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Table of Contents: 2013-2014 Warren Wilson College Catalog 0.1 Academic Calendar 0.2 Warren Wilson College Catalog 0.3 From the President 0.4 Accreditation and Memberships 0.5 Table of Contents 1.01 Mission, Values, Objectives, and Vision 1.02 College Profile 1.03 History 1.04 Undergraduate Admission 1.05 Financial Aid 1.06 Withdrawal and Refund Policy 1.07 Student Life 1.08 Special Facilities 1.09 Resources and Educational Opportunities 1.10 PEW Learning Center and Ellison Library 2.1 Work Program 2.2 Service Program 2.3 Academic Policies and Regulations 2.4 Baccalaureate Degree Requirements 3 Programs of Study 3.2 Undergraduate Programs of Study 3.2.01 Art 3.2.02 Biology 3.2.03 Business 3.2.04 Chemistry 3.2.05 Creative Writing 3.2.06 Education 3.2.07 English 3.2.08 Environmental Studies 3.2.09 Gender and Women's Studies 3.2.10 Global Studies 3.2.11 History and Political Science 3.2.12 Integrative Studies 3.2.13 Mathematics 3.2.14 Modern Languages 3.2.15 Music 3.2.16 Outdoor Leadership 3.2.17 Peace and Justice Studies 3.2.18 Philosophy 3.2.19 Physics 3.2.20 Psychology 3.2.21 Religious Studies 3.2.22 Social Work 3.2.23 Sociology/Anthropology 3.2.24 Sustainable Business 3.2.25 Theatre 3.2.26 Women's Studies 3.2.27 Writing 3.3 Graduate Program 3.3.1 Master of Fine Arts in Creative Writing 3.4 Specialized Advising Areas 3.4.1 Pre-Law Advising 3.4.2 Pre-Medical and Pre-Allied Health Advising 3.4.3 Pre-Peace Corps, International, and Non-Governmental Service Advising 3.4.4 Pre-Veterinary Medicine Advising 4.01 Courses of Instruction 4.02 Anthropology (ANT) 4.03 Art (ART) 4.04 Biology (BIO) 4.05 Business (BA) 4.06 Chemistry (CHM) 4.07 Economics (ECO) 4.08 Education (EDU) 4.09 English (ENG) 4.10 Environmental Studies (ENS) 4.11 Gender and Women's Studies (GDS) 4.12 Global Studies (GBL) 4.13 History (HIS) 4.14 Interdepartmental (INT) 4.15 Modern Language (LAN) 4.16 Mathematics (MAT) 4.17 Music (MUS) 4.18 Outdoor Leadership (ODL) 4.19 Peace and Justice Studies (PAX) 4.20 Philosophy (PHI) 4.21 Physical Education (PED) 4.22 Physics (PHY) 4.23 Political Science (PSC) 4.24 Psychology (PSY) 4.25 Religious Studies (REL) 4.26 Science (SCI) 4.27 Social Work (SWK) 4.28 Sociology (SOC) 4.29 Theatre (THR) 4.30 Writing (WRI) 5.1 Administration and Staff 5.2 Undergraduate Faculty 5.2.1 Library Faculty and Staff 5.2.2 Staff Teachers 5.3 Graduate Faculty and Staff 6.1 Board of Trustees 6.2 Alumni Board 6.3 Endowed Scholarships 7.1 Index of Sections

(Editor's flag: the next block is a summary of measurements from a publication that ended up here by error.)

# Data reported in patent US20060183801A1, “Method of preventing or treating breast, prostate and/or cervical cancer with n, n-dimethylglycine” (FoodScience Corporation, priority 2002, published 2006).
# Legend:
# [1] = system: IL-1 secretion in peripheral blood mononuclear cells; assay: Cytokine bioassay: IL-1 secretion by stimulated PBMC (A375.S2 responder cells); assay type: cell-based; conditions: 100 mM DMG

3.2.23
Sociology/Anthropology


3.2.23.1

Program Overview

The mission of the Sociology and Anthropology Department is to provide students with the values and skills needed to understand diverse cultures and societies and to participate in social transformations that will create a more just, equitable, and sustainable world through a rigorous academic program that provides a balance of depth and breadth of exposure to anthropological, archeological and sociological perspectives.

The goals of the Sociology and Anthropology Program are the following:

  1. To ensure that students are able to recognize, understand, and implement different theoretical approaches in sociology and anthropology
  2. To prepare students to design and carry out research using sociological and anthropological methods.
  3. To provide students with a suite of contemporary professional skills that will enable them to engage successfully in a global world.
  4. To expose students to diverse cultures and societies around the world and in the United States in order to foster appreciation of the value of difference.
  5. To foster a faculty that substantively contributes to sociological and anthropological knowledge, enthusiastically teaches and mentors, and actively serves their campus, professional, and local communities.

The Sociology and Anthropology major is an integrated one, which means that coursework and field study give students opportunities for shared experiences in Sociology and Anthropology. Students can prepare for graduate study in research or teaching, professional training in applied social science (e.g., health administration, urban planning, environmental programs), law, government service, work in community development, public service administration, and non-profit agencies. The program stresses a cross-cultural perspective, and some courses have a Service-Learning component.


3.2.23.2

Major in Sociology/Anthropology

Grades: Students must pass courses at a grade of C- or better to count toward fulfillment of the major. Students must also maintain a minimum overall GPA of 2.0.

Total Credit Hours: Students must earn a minimum of 48 credit hours, including 40 in Sociology and Anthropology to fulfill the major requirements.